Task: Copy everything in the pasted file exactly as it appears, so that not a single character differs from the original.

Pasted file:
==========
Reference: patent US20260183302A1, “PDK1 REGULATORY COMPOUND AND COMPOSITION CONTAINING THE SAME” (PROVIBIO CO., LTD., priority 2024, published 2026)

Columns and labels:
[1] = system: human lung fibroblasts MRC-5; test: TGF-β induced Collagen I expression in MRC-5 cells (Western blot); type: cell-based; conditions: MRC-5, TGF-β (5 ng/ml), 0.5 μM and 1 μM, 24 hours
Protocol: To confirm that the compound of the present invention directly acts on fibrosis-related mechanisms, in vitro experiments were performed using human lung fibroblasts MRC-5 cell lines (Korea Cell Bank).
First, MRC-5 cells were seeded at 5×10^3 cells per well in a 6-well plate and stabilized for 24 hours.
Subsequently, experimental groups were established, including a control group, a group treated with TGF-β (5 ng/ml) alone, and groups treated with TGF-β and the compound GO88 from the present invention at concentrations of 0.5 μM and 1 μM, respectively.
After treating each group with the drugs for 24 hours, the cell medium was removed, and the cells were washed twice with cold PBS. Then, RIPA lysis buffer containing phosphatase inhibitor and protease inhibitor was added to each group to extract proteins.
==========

Reference: patent US20260183302A1, “PDK1 REGULATORY COMPOUND AND COMPOSITION CONTAINING THE SAME” (PROVIBIO CO., LTD., priority 2024, published 2026)

Columns and labels:
[1] = system: human lung fibroblasts MRC-5; test: TGF-β induced Collagen I expression in MRC-5 cells (Western blot); type: cell-based; conditions: MRC-5, TGF-β (5 ng/ml), 0.5 μM and 1 μM, 24 hours
Protocol: To confirm that the compound of the present invention directly acts on fibrosis-related mechanisms, in vitro experiments were performed using human lung fibroblasts MRC-5 cell lines (Korea Cell Bank).
First, MRC-5 cells were seeded at 5×10^3 cells per well in a 6-well plate and stabilized for 24 hours.
Subsequently, experimental groups were established, including a control group, a group treated with TGF-β (5 ng/ml) alone, and groups treated with TGF-β and the compound GO88 from the present invention at concentrations of 0.5 μM and 1 μM, respectively.
After treating each group with the drugs for 24 hours, the cell medium was removed, and the cells were washed twice with cold PBS. Then, RIPA lysis buffer containing phosphatase inhibitor and protease inhibitor was added to each group to extract proteins.